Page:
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24.5: Affinity and Avidity
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24.5: Affinity and Avidity

Overview

Antibodies bind to toxins or substances on the surface of cells, bacteria, viruses, or fungi. The substance is called an antigen, and the precise binding site is the epitope. The strength of the antibody-epitope interaction is called affinity. When an antibody binds an antigen by multiple epitopes, the cumulative strength of the interaction is called avidity. The strengths of the interaction influences the elicited immune response.

The Adaptive Immune System Increases Efficiency by Improving Antibody Affinity

By definition, everything that an antibody can bind to is called an antigen. An antigen can be from another organism, a foreign particle such as a toxin, drug or a physical intruder (e.g., splinter), or the body’s own tissue. The exact point of contact where the antibody binds is called the epitope of the antigen. The strength with which an antibody binds to an epitope is called its affinity.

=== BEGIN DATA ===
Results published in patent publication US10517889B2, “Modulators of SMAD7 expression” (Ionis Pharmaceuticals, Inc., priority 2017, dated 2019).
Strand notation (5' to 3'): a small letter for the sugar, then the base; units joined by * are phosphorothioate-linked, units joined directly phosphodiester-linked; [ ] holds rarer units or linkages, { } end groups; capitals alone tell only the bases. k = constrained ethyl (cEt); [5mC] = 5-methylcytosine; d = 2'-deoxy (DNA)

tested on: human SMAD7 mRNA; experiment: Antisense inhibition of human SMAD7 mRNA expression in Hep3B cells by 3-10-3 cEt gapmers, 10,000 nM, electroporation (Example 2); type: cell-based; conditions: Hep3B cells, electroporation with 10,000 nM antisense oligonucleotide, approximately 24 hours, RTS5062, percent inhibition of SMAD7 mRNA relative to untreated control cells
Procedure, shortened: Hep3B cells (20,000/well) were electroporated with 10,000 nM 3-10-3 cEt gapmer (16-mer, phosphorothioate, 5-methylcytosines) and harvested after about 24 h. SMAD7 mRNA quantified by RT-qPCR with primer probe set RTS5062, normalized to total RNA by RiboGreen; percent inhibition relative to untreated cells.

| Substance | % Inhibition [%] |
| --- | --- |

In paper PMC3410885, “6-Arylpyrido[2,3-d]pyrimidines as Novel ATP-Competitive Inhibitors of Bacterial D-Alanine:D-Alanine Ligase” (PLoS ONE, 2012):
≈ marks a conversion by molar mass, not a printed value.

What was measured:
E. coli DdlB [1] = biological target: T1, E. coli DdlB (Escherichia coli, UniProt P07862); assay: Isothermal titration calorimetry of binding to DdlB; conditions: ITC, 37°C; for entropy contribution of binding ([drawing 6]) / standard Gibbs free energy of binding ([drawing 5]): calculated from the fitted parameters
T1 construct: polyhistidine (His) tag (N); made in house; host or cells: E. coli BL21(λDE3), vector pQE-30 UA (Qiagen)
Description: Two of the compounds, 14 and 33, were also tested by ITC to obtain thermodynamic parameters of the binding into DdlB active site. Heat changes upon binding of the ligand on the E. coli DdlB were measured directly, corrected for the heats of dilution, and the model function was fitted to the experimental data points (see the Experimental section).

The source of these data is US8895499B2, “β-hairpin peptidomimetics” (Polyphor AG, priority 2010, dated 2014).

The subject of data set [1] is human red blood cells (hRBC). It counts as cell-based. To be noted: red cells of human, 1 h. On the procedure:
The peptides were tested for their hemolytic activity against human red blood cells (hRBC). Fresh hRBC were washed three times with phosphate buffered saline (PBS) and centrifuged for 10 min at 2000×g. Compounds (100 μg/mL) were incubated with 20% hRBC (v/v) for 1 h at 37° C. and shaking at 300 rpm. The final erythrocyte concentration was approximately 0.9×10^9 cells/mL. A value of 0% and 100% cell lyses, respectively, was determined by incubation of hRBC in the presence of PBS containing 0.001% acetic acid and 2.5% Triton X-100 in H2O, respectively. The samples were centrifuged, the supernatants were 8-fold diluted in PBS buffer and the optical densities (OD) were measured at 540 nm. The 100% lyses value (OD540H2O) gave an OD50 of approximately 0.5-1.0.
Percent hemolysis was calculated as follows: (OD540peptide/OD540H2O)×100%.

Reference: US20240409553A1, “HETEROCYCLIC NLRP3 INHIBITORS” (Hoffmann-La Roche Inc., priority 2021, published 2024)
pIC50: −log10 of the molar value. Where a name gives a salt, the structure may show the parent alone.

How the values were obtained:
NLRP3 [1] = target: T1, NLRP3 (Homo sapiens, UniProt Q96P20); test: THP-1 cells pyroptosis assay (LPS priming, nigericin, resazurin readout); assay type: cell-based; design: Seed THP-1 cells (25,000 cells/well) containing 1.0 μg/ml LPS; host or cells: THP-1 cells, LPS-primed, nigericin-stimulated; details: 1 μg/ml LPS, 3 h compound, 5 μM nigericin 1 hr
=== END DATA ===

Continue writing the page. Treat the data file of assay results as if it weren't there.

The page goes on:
When the body encounters an antigen for the first time, only some of the available antibodies in the body bind the antigen by chance. The affinity of the antibody is likely low. However, the adaptive immune system earns its name by reacting adaptively to antigens that the organism encounters during its lifetime. Once an antigen has been recognized for the first time, a complex selection process leads to the production of antibodies with higher affinity against this specific antigen. Hence, the affinity of the antibody for a particular antigen is higher when the same antigen is encountered a second time. As a result, the immune response will be stronger.

Antibodies with Varying Affinity or Avidity Carry Different Functions

Some antibodies, such as IgM, possess multiple binding sites that all recognize the same epitope. The cumulative binding strength of such an antibody is called avidity. As a rule of thumb, antibodies with high avidity have low affinity. As a result, IgM more easily recognizes new antigens and can be produced quickly as it does not undergo an elaborate selection process. In fact, IgM is bound to B cells and primarily triggers B cells to produce other classes of antibodies with higher affinity against that newly identified antigen.


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